biology question #4250



D, a 23 year old female from Toowoomba asks on May 9, 2008,

Q:

I have been told that it's useful to plot changes in systolic and diastolic blood pressure when I look at changes in mean arterial blood pressure. I'm not sure I know the reason why. Could you please advise?

viewed 13061 times

the answer

Professor Victoria Claydon, Simon Fraser University, Burnaby, BC answered on May 9, 2008, A:
The systolic blood pressure largely represents the maximum force generated by the heart, whereas the diastolic pressure is a better indicator of the resistance (degree of constriction) of the peripheral blood vessels, especially the arterioles. The mean arterial pressure is, as its name suggests, an amalgamation of the two, but because the heart spends more time in diastole than in systole, the mean pressure is biased towards the diastolic pressure [mean pressure = diastolic pressure + 1/3 x (systolic pressure – diastolic pressure)]. Looking at all three pressures gives the most comprehensive assessment of blood pressure changes and can indicate whether the changes in blood pressure are due to changes in resistance, pumping force, or both. Furthermore, the baroreceptors (regions that detect changes in blood pressure and bring about reflex responses to control it) are differentially sensitive to systolic, diastolic and mean blood pressures.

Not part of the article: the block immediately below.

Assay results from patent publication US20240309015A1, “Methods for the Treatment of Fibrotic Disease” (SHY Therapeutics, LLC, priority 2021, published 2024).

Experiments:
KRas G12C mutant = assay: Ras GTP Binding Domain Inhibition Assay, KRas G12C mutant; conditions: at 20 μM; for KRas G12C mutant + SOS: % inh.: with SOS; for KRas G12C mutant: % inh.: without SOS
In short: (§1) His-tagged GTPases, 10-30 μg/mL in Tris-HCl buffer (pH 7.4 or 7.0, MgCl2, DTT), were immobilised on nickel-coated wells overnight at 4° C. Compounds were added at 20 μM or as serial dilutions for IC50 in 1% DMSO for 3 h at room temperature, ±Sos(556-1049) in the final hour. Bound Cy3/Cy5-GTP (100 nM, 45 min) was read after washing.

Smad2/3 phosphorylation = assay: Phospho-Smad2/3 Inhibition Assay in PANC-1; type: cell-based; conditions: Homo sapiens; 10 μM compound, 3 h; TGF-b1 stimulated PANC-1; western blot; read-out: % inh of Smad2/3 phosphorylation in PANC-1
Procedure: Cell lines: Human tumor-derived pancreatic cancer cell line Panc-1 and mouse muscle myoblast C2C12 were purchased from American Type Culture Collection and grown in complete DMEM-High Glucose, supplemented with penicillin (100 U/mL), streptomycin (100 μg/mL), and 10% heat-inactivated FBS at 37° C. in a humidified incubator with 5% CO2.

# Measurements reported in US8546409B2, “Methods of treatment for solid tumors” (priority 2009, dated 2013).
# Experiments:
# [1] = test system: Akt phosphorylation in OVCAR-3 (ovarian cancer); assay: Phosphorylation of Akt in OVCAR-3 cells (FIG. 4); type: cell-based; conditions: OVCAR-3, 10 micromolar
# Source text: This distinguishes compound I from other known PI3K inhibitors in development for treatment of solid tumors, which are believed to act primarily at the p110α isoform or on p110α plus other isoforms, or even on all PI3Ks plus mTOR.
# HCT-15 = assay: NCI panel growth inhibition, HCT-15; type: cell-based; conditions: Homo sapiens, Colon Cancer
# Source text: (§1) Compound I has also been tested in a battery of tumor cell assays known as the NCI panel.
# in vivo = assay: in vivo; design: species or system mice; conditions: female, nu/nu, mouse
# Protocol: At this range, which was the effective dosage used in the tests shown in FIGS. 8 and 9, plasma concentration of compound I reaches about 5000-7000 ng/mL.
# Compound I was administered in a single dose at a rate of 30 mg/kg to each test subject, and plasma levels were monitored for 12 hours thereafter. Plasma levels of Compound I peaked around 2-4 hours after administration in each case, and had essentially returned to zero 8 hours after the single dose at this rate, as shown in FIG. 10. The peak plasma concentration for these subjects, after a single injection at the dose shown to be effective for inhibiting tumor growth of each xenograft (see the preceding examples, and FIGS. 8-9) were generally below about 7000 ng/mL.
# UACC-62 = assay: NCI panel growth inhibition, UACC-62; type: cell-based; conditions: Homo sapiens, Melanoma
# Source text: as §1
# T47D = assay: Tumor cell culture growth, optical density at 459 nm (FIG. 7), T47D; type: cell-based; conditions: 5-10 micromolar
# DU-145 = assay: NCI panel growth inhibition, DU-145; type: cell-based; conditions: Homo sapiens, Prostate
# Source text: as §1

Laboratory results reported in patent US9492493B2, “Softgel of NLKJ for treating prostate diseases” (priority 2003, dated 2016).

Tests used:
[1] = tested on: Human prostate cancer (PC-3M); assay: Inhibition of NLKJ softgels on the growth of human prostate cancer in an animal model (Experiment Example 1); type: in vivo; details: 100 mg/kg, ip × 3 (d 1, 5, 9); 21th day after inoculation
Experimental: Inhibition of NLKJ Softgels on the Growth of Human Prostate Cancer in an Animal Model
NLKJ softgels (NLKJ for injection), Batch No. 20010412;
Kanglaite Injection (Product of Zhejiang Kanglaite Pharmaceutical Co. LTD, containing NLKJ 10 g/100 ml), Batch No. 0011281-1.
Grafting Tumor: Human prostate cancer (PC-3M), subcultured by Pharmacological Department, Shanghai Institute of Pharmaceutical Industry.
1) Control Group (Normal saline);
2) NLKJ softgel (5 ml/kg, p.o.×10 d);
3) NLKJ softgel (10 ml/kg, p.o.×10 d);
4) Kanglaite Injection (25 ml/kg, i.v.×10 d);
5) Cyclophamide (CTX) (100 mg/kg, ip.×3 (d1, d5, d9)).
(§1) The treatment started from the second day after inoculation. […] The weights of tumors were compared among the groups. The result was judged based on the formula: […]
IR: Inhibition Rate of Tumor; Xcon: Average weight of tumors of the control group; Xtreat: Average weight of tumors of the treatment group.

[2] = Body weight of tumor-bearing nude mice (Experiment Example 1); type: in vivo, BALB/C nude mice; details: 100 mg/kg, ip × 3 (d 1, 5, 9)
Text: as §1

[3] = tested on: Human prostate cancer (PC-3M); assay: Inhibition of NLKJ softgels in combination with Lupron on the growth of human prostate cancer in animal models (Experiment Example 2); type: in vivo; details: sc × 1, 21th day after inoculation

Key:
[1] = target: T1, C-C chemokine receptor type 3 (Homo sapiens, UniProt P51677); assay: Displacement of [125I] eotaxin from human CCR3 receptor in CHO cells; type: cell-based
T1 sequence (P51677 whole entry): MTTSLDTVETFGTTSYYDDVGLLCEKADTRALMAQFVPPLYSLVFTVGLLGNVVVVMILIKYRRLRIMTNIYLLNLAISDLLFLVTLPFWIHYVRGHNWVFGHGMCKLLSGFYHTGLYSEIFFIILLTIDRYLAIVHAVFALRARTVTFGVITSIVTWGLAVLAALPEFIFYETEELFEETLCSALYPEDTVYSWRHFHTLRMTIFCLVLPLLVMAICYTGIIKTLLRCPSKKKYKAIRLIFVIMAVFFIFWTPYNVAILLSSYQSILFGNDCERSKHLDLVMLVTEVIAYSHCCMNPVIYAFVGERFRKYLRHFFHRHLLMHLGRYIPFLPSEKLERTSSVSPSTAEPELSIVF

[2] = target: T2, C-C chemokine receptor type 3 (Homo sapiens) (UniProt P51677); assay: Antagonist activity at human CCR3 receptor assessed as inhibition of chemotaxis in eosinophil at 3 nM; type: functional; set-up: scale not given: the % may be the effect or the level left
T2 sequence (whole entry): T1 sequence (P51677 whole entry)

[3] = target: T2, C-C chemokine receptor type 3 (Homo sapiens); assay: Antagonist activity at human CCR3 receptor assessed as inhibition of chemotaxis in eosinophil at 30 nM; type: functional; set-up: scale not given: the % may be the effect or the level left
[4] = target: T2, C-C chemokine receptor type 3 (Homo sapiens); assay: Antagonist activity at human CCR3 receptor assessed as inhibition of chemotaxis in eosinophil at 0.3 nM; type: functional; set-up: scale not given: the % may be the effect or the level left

Add to or comment on this answer using the form below.
(required)
(required if you would like a response)
Note: All submissions are moderated prior to posting.
If you found this answer useful, please consider making a small donation to science.ca.